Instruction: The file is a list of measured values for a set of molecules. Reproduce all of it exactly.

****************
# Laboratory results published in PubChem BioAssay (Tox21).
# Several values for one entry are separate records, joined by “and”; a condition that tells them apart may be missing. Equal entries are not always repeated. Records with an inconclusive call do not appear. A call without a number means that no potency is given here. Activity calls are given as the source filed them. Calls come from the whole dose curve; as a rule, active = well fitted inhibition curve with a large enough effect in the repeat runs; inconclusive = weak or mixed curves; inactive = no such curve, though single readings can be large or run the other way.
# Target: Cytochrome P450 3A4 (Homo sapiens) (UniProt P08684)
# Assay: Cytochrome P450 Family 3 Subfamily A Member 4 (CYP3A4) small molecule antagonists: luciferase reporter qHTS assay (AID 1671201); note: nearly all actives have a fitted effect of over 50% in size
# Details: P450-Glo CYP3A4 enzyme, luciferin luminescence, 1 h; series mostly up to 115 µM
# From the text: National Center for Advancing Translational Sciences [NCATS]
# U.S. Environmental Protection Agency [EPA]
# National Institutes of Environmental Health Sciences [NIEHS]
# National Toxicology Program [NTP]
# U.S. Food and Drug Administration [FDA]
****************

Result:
# Laboratory results published in PubChem BioAssay (Tox21).
# Several values for one entry are separate records, joined by “and”; a condition that tells them apart may be missing. Equal entries are not always repeated. Records with an inconclusive call do not appear. A call without a number means that no potency is given here. Activity calls are given as the source filed them. Calls come from the whole dose curve; as a rule, active = well fitted inhibition curve with a large enough effect in the repeat runs; inconclusive = weak or mixed curves; inactive = no such curve, though single readings can be large or run the other way.
# Target: Cytochrome P450 3A4 (Homo sapiens) (UniProt P08684)
# Assay: Cytochrome P450 Family 3 Subfamily A Member 4 (CYP3A4) small molecule antagonists: luciferase reporter qHTS assay (AID 1671201); note: nearly all actives have a fitted effect of over 50% in size
# Details: P450-Glo CYP3A4 enzyme, luciferin luminescence, 1 h; series mostly up to 115 µM
# From the text: National Center for Advancing Translational Sciences [NCATS]
# U.S. Environmental Protection Agency [EPA]
# National Institutes of Environmental Health Sciences [NIEHS]
# National Toxicology Program [NTP]
# U.S. Food and Drug Administration [FDA]